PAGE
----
Carol Dweck's research, on how people's mindset affects their ability to learn, seems powerful to me. And I want to share it with my students in a powerful way. I thought I had seen quizzes on this, but hers only has 4 questions, that to me all sound pretty much the same. So I mixed that question in with some math belief questions. I plan to give this 'quiz' to my students on the first day of class.
I'd like a tenth question. Got any good ideas? I'd also like feedback on the other questions. This parallels my list of math myths - it's just framed a bit differently. My goal is to get students to realize that the way they've seen math up until now has been skewed, and gets in the way of learning it. I also want them to know that if they can really commit to this, they can change their relationship with math dramatically.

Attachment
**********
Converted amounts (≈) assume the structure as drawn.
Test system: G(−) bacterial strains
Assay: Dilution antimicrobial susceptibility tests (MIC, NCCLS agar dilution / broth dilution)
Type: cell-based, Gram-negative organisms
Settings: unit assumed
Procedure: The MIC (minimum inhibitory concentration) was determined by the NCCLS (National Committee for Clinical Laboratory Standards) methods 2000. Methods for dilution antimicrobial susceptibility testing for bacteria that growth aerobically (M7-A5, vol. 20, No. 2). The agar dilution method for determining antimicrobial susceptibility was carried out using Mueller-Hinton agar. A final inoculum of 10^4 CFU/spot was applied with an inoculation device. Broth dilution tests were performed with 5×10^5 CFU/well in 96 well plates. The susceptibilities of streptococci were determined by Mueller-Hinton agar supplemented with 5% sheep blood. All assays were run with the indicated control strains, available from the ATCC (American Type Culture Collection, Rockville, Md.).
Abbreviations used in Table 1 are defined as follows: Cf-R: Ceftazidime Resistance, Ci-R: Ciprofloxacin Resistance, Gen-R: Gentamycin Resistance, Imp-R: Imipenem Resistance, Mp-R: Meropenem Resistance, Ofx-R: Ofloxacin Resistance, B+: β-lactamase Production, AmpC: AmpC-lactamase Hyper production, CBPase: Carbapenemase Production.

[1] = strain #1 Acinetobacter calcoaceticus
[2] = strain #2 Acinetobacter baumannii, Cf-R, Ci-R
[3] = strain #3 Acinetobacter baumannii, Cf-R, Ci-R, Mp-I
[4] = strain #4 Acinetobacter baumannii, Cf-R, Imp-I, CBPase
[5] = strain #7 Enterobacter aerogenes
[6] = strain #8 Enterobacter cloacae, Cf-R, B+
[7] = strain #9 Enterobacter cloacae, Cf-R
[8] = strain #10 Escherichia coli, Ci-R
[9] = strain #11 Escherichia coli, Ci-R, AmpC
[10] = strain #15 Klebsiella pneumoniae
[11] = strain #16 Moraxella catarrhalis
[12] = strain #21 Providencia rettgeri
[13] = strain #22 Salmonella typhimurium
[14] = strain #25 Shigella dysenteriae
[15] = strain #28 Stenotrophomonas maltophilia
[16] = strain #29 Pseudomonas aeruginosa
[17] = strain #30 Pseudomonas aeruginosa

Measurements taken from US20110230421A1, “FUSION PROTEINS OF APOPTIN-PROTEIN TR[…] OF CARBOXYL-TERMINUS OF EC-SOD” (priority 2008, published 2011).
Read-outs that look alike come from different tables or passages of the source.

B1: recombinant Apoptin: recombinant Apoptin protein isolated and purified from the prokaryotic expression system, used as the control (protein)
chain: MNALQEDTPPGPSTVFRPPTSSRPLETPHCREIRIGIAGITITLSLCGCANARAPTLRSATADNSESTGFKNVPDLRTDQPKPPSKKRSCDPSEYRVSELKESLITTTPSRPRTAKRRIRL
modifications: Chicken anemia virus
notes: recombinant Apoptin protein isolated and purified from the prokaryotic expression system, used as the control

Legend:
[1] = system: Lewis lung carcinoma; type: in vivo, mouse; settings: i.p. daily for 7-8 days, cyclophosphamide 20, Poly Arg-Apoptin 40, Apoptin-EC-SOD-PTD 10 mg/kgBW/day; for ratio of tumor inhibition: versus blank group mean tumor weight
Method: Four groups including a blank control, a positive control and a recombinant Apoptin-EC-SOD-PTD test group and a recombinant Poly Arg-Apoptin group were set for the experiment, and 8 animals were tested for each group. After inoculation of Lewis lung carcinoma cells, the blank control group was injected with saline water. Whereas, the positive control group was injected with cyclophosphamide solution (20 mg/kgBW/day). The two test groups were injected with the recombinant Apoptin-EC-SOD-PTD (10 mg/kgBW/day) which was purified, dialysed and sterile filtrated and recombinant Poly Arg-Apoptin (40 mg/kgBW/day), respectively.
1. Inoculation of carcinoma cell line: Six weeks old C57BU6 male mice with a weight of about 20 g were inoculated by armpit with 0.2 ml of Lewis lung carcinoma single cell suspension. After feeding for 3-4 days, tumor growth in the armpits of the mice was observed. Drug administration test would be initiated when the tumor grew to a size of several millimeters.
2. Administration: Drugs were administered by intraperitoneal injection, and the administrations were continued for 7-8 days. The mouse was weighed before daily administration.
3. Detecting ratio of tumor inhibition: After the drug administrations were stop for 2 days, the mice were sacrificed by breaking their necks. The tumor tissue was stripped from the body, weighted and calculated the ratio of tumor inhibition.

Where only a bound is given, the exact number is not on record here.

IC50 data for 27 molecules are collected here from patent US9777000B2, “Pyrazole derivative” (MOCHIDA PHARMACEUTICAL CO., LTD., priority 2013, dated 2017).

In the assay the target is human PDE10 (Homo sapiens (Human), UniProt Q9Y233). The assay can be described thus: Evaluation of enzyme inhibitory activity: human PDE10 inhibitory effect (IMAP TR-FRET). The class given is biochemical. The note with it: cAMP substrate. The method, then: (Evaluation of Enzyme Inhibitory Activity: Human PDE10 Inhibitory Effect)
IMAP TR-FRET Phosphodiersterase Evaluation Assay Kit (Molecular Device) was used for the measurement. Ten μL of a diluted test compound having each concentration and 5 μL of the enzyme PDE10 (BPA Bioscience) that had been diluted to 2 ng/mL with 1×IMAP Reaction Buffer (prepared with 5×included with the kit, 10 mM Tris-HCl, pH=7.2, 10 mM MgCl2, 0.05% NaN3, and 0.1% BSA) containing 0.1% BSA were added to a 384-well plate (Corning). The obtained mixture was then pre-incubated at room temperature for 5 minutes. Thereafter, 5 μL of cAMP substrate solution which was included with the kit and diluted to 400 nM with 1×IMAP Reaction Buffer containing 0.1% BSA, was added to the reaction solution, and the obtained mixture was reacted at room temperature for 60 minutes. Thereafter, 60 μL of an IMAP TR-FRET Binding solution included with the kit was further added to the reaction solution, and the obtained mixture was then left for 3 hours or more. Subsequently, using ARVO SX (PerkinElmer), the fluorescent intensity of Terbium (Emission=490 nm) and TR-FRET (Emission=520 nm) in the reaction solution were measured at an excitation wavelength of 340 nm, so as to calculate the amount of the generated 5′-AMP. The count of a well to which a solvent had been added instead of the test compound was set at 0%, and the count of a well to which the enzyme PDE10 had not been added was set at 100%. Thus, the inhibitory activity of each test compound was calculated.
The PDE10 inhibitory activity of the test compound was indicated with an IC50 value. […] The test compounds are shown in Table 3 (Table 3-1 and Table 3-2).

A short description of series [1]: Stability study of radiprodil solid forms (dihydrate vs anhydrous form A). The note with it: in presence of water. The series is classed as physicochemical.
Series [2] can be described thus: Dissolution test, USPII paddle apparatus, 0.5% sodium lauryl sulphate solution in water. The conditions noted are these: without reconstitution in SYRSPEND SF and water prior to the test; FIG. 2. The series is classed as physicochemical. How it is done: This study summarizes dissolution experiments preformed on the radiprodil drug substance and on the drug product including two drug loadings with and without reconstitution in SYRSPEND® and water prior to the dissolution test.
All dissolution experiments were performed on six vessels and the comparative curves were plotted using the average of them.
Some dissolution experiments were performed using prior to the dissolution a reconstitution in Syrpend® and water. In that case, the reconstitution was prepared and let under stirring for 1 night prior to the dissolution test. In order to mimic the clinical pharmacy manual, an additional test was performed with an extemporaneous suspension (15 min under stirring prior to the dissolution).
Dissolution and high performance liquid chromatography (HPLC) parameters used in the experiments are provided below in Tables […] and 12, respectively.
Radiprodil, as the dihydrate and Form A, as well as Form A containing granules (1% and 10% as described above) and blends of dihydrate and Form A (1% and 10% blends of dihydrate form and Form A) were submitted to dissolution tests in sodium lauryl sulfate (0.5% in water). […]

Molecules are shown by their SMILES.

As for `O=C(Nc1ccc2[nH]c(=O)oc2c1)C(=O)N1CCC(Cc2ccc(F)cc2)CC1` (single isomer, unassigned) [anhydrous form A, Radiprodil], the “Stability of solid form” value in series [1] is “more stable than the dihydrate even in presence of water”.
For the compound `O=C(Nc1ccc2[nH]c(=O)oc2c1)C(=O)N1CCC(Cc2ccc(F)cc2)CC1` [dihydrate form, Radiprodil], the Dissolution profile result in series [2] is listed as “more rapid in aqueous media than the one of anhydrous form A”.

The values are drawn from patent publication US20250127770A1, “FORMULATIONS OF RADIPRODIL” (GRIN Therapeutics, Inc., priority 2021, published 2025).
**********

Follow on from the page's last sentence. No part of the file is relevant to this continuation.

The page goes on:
Beliefs About Math and Learning
This is set up as a quiz, but it won't be graded. Think of it as one of those magazine quizzes that you do for fun. After you complete this alone, we'll vote to see how many believe each statement is true versus false, then you’ll talk with your group about it.
T F 1. I'm not good at math, so I can't expect to do well.
T F 2. It’s genetic, men are better at math than women.
T F 3. Intelligence is fixed – it can’t be changed.
T F 4. Math is mostly about memorizing.
T F 5. Intuition and creativity are not useful for math.
T F 6. It’s bad to count on your fingers.
T F 7. There’s one right way to do a math problem.
T F 8. Math ability is fixed – it can’t be changed.
T F 9. To learn math, I need to focus on getting the right answer.
T F 10.